Some of the negative writing about nuclear energy has a notably desperate ring about it, as though the last best chance to do away with the atom is slipping, slipping away. Paul Hockenos over at Al-Jazeera America produces a panic attack of an article:
Nuclear power, once the cutting edge of technological progress, is now a dinosaur, all the more anachronistic when one looks at the price of renewables, whose costs have plummeted over a decade and will, say experts, continue to decline as technology improves. The wunderkinder [Hockenos works out of Germany] are solar photovoltaic, wind power and bioenergy. Solar and onshore wind prices are now at or quickly approaching market parity in many large electricity markets around the world. In other words, the cheapest renewables are now cost competitive with fossil fuels and nuclear, even without subsidies. This has been the case for some time now in regions with high electricity costs and abundant wind or sunshine.
I hadn’t seen the decrepit old energy source argument in awhile. I wonder what he thinks of hydro; he seems to like wind power despite it predating nuclear by a few centuries. Hockenos mentions that building reactors is expensive – he neglects to mention that Germany is spending billions to replace its functional and largely amortized nuclear plants. Easy come, easy go?
It must seem boggling to people like this that those around them just can’t see the world crashing around them when they can see it so clearly.
Tragically, by sticking to conventional energies, including nuclear power, the Central Europeans are putting energy independence ever further out of reach.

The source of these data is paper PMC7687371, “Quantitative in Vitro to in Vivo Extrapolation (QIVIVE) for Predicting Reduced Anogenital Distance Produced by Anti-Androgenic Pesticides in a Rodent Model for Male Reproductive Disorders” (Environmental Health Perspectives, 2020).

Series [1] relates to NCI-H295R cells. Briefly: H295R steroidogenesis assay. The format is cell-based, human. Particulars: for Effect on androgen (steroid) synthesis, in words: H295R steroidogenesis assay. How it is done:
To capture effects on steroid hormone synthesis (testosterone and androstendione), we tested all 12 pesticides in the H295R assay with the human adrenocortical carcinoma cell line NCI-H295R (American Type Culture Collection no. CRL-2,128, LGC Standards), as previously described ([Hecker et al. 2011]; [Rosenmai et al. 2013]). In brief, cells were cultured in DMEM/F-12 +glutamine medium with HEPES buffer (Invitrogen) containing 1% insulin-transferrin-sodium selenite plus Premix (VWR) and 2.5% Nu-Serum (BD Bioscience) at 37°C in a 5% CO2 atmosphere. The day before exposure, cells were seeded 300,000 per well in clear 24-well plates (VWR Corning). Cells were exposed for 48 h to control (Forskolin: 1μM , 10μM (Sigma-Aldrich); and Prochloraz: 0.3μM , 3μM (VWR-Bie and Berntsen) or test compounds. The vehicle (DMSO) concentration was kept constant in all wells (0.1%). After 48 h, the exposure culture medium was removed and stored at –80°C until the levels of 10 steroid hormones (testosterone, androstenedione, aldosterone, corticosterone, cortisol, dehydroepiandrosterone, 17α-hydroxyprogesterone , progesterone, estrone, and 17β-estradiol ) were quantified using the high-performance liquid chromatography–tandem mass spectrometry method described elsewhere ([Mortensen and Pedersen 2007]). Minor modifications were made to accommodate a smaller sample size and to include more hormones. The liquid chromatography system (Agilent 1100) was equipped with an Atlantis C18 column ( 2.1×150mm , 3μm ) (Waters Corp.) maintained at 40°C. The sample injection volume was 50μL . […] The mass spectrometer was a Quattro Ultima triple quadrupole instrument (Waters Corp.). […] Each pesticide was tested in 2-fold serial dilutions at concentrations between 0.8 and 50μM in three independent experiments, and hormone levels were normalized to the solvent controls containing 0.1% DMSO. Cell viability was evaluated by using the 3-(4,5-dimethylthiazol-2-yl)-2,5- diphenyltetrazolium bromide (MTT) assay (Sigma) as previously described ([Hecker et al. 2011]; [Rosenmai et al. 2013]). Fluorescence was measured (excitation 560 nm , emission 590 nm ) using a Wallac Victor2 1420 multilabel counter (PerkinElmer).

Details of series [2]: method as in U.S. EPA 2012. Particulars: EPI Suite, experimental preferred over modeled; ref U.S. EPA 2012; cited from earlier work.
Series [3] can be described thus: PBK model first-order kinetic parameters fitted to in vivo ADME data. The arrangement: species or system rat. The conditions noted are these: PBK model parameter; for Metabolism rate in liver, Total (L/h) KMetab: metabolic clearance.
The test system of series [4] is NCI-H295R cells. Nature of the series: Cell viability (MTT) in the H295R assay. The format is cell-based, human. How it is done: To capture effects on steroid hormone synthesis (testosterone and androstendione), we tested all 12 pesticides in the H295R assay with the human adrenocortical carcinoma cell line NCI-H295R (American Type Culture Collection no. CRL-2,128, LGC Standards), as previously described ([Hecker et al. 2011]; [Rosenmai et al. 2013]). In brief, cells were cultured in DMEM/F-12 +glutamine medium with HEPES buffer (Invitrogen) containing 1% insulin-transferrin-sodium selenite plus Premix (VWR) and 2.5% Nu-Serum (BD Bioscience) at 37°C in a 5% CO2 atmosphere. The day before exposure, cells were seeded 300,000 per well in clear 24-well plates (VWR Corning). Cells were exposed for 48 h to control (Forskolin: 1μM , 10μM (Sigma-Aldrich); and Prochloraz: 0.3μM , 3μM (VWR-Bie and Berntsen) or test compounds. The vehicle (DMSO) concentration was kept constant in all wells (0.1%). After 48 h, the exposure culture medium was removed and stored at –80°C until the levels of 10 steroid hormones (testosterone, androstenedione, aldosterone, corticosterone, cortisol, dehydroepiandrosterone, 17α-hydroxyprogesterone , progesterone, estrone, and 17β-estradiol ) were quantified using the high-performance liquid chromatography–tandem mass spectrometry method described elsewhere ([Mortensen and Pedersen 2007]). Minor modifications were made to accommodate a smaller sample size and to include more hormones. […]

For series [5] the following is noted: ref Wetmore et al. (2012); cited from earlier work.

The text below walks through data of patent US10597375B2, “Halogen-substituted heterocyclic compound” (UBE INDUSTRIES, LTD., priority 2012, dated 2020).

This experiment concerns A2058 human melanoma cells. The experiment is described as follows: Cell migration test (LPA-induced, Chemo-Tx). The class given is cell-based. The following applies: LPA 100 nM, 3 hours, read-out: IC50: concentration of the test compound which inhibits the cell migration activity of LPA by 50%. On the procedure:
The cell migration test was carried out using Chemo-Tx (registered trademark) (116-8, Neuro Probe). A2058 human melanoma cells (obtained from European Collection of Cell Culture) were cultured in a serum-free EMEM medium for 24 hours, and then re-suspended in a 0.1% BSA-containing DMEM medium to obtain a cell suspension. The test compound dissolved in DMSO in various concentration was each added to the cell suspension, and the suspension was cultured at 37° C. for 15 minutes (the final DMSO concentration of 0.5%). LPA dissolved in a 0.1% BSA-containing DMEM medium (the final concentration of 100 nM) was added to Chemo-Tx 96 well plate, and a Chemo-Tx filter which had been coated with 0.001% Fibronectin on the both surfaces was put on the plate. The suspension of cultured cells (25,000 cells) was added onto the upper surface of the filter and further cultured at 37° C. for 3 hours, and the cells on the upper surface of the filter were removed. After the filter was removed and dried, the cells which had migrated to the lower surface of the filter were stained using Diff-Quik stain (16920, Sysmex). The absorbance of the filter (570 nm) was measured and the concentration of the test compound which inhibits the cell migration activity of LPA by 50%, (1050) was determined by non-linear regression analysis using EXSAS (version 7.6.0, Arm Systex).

See? It almost moves beyond panic to hysterical. Tragically? – really?
It’s not that the content of the piece – and others like it – don’t say the kinds of things we’re used to hearing, though the archaic technology riff is really a deep dredge in the muck. It’s that the tone has become a little frantic and unhinged, as though the writers have read the new EPA rules and suddenly see nuclear energy gaining new currency. I have no idea whether that’s true, but we’ll see if a more explicit connection begins to manifest.
As a a bit of a tonic, James Tulenco tries a different approach to some of the same questions in the Gainesville Sun.
We need to face the fact that nuclear electricity will not be less costly than current power from burning natural gas. On the face of it, it seems like we should abandon nuclear based on price, but is that really wise?
But comes to opposite conclusions:
Nuclear electricity has had a history of declining production costs. The biggest proportion of the price is associated with the cost of actually building the nuclear plant. Thus, the advantage nuclear power plants have is price stability and a reliable, large source of power.
Today's nuclear plants operate near 90 percent of capacity throughout the year, an unprecedented level of efficiency not matched by any fossil-fuel power plant.
This is all true. He also doesn’t get frenzied by the prospect.
Or this from the Newark Star-Ledger:
The biggest problem we face with nuclear power is not having enough of it.
New Jersey’s economic growth depends on an abundant, reliable supply of clean energy.
Or this from the Shanghai Daily:
China still relies too heavily on coal for power, with nuclear power seen as the route to an optimized energy structure and cleaner growth.
Hmmm. One way to stave off a panic attack is recognizing that your world isn’t about to end – that you’re engaging in apocalyptic thinking that hasn’t any basis in fact. Just saying – these are what facts look like.
We would never make fun of people who suffer panic attacks and never wish them upon people, including those freaking out over a rising nuclear potential. Panic attacks are real and really frightening. There are coping mechanisms and medicines to lessen their impact, but it takes a lot of effort on the part of the sufferer. The tips in the picture above are actually good, though hard to implement in the midst of fear. See here for more.